Washington Business travelers who use their frequent-flier miles for personal trips won't get grounded by the IRS.
Seeking to clear up confusion, the Internal Revenue Service announced Wednesday it would "not assert" that frequent-flier miles accrued on business or official travel should be counted as taxable income when they are converted to personal use.
Some legal interpretations have held that these miles are just another form of compensation not exempted from taxation. But IRS officials say it would be difficult to place a value on the miles and to separate those a taxpayer got on personal trips or through credit cards from those obtained through business travel.
Because of these difficulties, the IRS has never pursued an enforcement program on frequent-flier miles or other similar benefits from business trips. Wednesday's announcement is intended to put any lingering questions to rest.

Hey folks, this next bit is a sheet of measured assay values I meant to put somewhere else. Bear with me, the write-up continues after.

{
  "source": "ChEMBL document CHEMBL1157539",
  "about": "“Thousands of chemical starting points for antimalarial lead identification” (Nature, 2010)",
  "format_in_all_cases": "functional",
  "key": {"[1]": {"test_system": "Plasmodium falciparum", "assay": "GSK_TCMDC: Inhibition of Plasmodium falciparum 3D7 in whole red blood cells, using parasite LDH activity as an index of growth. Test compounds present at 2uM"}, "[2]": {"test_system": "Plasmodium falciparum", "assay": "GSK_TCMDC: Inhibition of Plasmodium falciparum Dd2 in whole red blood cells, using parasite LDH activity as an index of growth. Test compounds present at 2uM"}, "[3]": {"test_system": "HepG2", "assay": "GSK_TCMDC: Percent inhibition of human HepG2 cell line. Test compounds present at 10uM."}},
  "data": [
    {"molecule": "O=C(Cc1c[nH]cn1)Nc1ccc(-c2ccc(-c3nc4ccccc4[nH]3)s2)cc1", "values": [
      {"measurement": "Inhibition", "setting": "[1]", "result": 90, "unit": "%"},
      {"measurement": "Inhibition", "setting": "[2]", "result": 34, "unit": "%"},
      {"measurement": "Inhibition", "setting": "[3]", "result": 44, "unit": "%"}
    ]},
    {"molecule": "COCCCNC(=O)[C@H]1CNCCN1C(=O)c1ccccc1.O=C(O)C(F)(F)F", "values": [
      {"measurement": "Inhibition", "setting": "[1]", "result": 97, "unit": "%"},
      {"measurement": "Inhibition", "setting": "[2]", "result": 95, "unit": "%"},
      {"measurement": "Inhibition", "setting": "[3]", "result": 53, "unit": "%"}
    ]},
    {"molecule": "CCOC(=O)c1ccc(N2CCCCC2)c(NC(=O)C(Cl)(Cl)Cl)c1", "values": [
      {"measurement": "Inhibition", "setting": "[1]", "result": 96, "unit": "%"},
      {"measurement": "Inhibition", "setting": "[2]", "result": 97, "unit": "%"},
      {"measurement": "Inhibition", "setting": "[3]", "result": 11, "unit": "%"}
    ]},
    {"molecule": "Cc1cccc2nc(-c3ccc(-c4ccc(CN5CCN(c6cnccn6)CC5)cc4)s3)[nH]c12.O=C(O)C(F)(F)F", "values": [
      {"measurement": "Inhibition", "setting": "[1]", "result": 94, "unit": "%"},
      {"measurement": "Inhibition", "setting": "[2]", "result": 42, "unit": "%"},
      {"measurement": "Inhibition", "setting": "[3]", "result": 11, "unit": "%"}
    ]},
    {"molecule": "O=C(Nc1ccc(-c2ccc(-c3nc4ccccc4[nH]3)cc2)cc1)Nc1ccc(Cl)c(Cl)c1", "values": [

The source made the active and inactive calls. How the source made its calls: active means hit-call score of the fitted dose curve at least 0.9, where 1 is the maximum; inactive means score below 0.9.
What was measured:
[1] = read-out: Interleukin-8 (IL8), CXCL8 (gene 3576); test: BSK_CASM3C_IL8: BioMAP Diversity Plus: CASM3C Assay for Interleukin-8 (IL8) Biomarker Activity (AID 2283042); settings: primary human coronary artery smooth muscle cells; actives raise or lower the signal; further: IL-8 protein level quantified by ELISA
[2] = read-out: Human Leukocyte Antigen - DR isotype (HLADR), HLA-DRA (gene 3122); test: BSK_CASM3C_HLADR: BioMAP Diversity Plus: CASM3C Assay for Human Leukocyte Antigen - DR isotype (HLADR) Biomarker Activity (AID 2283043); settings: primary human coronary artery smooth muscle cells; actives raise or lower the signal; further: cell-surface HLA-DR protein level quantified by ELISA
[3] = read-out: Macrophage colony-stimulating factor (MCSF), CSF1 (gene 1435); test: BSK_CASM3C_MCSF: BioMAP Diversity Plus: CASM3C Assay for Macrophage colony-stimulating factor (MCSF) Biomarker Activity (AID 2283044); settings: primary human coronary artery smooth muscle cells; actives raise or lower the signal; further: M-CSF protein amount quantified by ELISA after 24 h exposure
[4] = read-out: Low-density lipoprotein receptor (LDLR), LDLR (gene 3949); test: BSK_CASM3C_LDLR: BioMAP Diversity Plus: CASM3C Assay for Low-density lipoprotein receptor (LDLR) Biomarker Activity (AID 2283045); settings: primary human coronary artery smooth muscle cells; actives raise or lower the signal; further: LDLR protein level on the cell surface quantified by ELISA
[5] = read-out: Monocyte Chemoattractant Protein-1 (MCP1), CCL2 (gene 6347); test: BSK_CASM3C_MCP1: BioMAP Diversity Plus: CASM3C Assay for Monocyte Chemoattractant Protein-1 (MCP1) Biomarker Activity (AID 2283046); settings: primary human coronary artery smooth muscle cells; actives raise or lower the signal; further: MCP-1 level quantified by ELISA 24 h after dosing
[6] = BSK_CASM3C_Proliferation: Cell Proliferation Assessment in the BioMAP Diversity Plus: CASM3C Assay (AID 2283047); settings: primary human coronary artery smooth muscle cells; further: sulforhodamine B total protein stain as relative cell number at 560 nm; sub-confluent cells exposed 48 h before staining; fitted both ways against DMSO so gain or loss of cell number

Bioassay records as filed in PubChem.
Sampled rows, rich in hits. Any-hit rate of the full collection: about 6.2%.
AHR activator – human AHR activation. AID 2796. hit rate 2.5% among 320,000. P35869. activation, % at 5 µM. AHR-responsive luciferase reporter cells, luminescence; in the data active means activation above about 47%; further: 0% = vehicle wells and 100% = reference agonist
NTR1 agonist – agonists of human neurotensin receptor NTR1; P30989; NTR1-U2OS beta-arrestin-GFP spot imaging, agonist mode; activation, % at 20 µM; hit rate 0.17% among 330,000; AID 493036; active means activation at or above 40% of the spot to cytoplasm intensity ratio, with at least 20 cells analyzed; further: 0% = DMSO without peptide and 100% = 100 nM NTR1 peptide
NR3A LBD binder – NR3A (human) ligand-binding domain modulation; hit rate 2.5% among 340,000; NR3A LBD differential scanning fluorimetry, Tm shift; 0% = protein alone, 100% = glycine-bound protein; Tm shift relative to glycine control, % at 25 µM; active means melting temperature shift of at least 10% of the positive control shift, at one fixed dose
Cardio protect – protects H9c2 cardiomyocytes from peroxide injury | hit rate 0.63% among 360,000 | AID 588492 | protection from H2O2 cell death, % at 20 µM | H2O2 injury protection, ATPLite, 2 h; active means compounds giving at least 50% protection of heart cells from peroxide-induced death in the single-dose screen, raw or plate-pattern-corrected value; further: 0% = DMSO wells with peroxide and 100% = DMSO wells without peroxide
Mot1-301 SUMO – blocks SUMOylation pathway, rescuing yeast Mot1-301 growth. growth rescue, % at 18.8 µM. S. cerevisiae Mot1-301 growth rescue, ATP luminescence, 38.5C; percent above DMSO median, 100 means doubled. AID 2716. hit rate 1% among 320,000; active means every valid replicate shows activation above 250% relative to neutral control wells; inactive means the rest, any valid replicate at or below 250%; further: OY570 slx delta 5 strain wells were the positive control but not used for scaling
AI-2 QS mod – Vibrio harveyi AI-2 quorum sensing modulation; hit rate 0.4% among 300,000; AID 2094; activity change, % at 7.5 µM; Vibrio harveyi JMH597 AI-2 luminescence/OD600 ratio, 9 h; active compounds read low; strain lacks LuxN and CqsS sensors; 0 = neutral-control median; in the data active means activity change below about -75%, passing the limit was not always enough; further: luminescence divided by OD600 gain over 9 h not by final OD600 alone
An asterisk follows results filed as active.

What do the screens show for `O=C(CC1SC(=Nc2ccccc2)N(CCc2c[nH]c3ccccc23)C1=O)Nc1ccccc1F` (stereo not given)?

"It's very difficult for taxpayers to comply," agency spokesman Frank Keith said. "They don't have to report them. We will deem them to have met their tax obligations."
Organizations representing airline passengers hailed the move, coming as air carriers struggle to recover from the terror attacks.
David Stempler, president of the Air Travelers Assn., said frequent flier miles ranked third in importance, behind price and schedule, among factors people consider when deciding which airline to fly.
"One of the things that attracts people to flying is their miles. And they create customer loyalty," Stempler said.